Abbess Moisseia’s reminiscences were recorded in the Holy Land, at Holy Ascension Convent on the Mount of Olives, which she has headed for 15 years. Matushka shares her memories of people who led lofty spiritual lives, and how the Lord brought her to the Holy Land.
He lived at St Job the Much-Suffering Memorial Church. Fr Modest served there; he was a strict monk, and another priest, Fr Chedomir Ostoich. Fr Chedomir was a Serb by birth; he was forced to flee Serbia, where his family lived—a wife and two daughters. I was about the age of his younger daughter, and he would often stare at me: “Batushka, why are you looking at me like that?” He would reply “Yes, let me look at you—I have a little girl just like you.” He loved children, and we also loved Fr Chedomir a great deal. We liked Vladyka John, too; although he did seem very strict to us. But we understood how much love this person had.
When we would visit Fr Chedomir, he would say: “Call Vladyka to come over for lunch.” We would come up to his door “By the prayers of our Holy Lord Jesus Christ, our God, bless us!” No response, only silence. Again: “By the prayers of our Holy Lord Jesus Christ, our God, bless us!” Again, silence. We say the prayer a third time. Then he responds: “Amen.” Later at Fr Chedomir’s he would say that he didn’t respond because he loved to hear the voices of children praying.
He loved it when children participated in divine services: boys would serve as acolytes, and girls sang and chanted. We were too little to read the Six Psalms yet, and so we read it in turn, dividing it into two parts: one would read it until “Glory to the Father and Son…” and the next would finish “Now and ever…” and would continue the psalms. I remember how Vladyka John would turn around and smile when he saw us children reading. He loved to hear that.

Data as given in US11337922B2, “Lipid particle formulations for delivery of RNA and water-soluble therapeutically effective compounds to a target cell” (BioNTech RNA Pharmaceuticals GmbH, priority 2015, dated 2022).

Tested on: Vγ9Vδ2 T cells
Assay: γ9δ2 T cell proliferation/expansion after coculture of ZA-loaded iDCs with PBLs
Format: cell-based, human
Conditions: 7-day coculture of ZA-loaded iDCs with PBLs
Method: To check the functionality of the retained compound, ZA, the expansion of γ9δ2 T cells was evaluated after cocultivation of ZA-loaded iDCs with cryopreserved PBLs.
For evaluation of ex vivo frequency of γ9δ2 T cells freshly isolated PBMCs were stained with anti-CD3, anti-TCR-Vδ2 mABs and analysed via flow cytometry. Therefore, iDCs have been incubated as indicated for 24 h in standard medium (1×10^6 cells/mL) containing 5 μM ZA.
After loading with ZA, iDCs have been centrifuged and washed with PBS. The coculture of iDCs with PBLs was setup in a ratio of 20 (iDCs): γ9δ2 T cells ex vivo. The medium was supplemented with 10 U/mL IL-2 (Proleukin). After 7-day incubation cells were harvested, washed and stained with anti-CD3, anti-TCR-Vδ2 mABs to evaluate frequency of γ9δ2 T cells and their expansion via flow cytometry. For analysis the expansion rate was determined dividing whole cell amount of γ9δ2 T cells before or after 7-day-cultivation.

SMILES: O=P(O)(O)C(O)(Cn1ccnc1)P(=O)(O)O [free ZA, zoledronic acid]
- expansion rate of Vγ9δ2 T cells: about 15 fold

There were many instances when people would be healed by the prayers of Vladyka John. Here is one of them: Verochka, who sang at our Memorial Church at the time, contracted meningitis. This was after Vladyka John had already been transferred to America in 1962. They sent him a telegram that this girl had meningitis, and the outlook was grave: she faced either death or mental disability. Vladyka responded by telegram that everything would be fine. She soon recovered completely!
But not everyone loved Vladyka John, not everyone respected him. Ladies in big hats, for example. He was disheveled, barefoot, he didn’t tend to his hygiene, and he completely ignored his appearance. But spiritual people understood how powerful his prayers were. They respected and loved him a great deal. One Catholic priest even said once to his parishioners, “Thank the heavens and the saints that one of them walks among us.”
“The Lampada Lit Up By Itself!”
I ended up in the Holy Land almost by accident. But of course nothing happens by accident in this world. In 1974, I wished to travel to Russia, but I was refused a visa. Our batiushka, Fr. Dimitry Khvostoff, was in the process of organizing a pilgrimage to the Holy Land, and his daughter invited me to go, to be Fr. Dimitry’s helper. I agreed. I did not think that I would once again come to the Holy Land and stay for good, that the Holy Land was to be my home. Everything here was so sacred, so remote, so lofty!
I fell in love with the Holy Land from the very first day.
During that first visit to the convent, we attended Liturgy and vigil, and then traveled to Mount Tabor. Tabor, Galilee… they fell into my soul, making such a great impression on me!